Three n-bit filter questions

Hi all,

I have three questions relating to the n-bits filter applied to floating-point numbers.

  • What is the point of the offset? i.e. is there a reason not to always set the offset to 0 since I don’t care
    where in my original 32-bits my final n-bits will land.

  • All my data is made of positive numbers. Is there a way to get rid of the sign-bit ?

  • Similarly, if all my data is in [0,1] (but with a large dynamic range), is there a way to get rid of the sign-bit of the exponent?

The documentation of the filter is really good but does not cover explicitly these aspects.


Maybe instead of “original” and “final” we should be more specific and talk about what’s “in memory” and what’s “on disk”. The sole point of the offset is to describe what you have in memory. On your architecture, in your applications, it might be the case that it is always 0, but that was not the case historically and might still be a concern with certain “exotic” hardware.

I don’t know, but I can’t think of a way to do that.

I’m not sure I understand what you mean by that. The exponent doesn’t have a sign bit. In IEEE, it’s 8 or 11 bits with a bias of 127 or 1023.

On the whole, I think you might be better off using an opaque type and a suitable compression method on top of that.



Thanks for taking the time to respond and the clarification on the working of the exponent sign/bias.

I am trying to avoid any method not entirely embedded in the library such as a home-baked compression method as it would make the data harder to use for external users not having that specific filter in their version of the library. All in all, I think I can achieve nearly what I want with the n-bits.

To be more specific, I have in memory an array of IEEE 4-byte floats. I know I can afford to store them only has IEEE 2-byte floats. I know my numbers are all positive so could skip the sign bit. And I know they are all in the range [0, 1], meaning that I don’t need large exponents.

My numbers, on disk, with an offset of 0 and just a simple reduction in the number of mantissa and exponent bits, would look like:

3        2        1        0
???????? ???????? SEEEEEMM MMMMMMMM 

With an exponent bias of 15 this would be identical to an IEEE half-float.

For the (overall) sign bit, would it work to “bit-shift” it out of the result by setting an offset such that there isn’t enough space “on the left” for the sign bit? Could I set an offset of 17 and get:

3        2        1        0
EEEEEMMM MMMMMMM? ???????? ????????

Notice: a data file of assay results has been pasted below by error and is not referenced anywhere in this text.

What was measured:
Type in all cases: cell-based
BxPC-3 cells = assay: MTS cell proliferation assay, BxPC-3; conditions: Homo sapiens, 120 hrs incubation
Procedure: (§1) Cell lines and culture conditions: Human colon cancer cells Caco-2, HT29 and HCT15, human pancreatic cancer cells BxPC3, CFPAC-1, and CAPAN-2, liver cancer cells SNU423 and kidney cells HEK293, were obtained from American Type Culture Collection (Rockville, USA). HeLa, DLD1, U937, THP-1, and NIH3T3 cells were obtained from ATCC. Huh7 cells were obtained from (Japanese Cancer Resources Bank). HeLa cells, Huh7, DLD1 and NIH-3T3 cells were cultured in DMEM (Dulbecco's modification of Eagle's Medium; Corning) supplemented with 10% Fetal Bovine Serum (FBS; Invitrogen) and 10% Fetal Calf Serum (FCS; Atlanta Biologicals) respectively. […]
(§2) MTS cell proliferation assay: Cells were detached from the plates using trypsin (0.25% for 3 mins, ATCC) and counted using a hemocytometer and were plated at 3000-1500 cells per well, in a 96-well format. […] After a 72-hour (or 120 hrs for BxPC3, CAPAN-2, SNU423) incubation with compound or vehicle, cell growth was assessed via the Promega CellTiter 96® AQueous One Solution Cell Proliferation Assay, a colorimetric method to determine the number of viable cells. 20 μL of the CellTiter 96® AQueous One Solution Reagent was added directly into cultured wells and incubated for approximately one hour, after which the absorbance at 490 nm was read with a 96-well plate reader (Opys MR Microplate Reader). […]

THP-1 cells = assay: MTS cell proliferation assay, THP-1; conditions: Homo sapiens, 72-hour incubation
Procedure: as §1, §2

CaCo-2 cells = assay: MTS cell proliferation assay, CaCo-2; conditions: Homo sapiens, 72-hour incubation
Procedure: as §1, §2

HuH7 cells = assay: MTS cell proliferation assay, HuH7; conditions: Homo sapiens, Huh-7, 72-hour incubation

i.e. would the library be able to decompress this correctly? (and make me gain 1 bit out of every 16)

As for the sign of the exponent, your correction of my statement about the sign being instead represented as a bias, means that I should be able to play with the bias value and trim off another bit.

Going for

3        2        1        0
EEEEMMMM MMMMMM?? ???????? ????????

and a bias of 0.
If I am not mistaken that would decompress into numbers in the range of binary exponents [-14, 0], which is all the precision I need for my numbers in the (decimal) range [0,1]. And would save me an extra bit.

Would you expect this to be supported correctly by the library’s n-bit filter?

Thanks again,

Being on the practical side, here is the link to nbit-filer examples in C++. Why don’t you just try your idea, wiggle it until you like what you see?



Yes, I have tried that in my own code. As a matter of principle though, I am always happier if a feature is officially supported rather than the result of a potentially successful dirty hack which may break in corner cases.

Anyway, the library is not happy when bit-shifting the sign bit out of the number by setting the offset as I mention above. This leads to an error message from hdf5 when attempting to construct the type:

HDF5-DIAG: Error detected in HDF5 (1.10.0-patch1) thread 139622726840128:
#000: ../../../src/H5Tfloat.c line 128 in H5Tset_fields(): sign location is not valid
major: Invalid arguments to routine
minor: Bad value

So at least in the way I suggested above this does work. Bringing me back to my original question of whether there is a suitable way of doing this.

Regarding, the use of a different exponent bias, that seems to work as intended with the remaining question being whether this is officially supported. The user guide only gives the example of setting the bias to the “standard” value it should take.


I would have to look at the code, but I believe the library would create an error because of a precision mismatch (between the in-file and in-memory representations).

I think it’s important to keep two things separate: 1) The N-bit filter will do whatever you tell it to do (via offset, and precision) and it doesn’t really care about specific atomic types. 2) From the library’s perspective, the representation of a floating-point number has the structure SEEE…MMM… (plus ebias and mantissa normalization). I have never set the ebias to 0, but there’s a good chance that that will just work. You can tweak the other parameters via H5Tset_fields, but I don’t see how you can get rid off the sign-bit (pattern violation). In other words, if you want the library to recognize your custom atomic type as a member of the floating-point family, that’s the pattern to follow.

Best, G.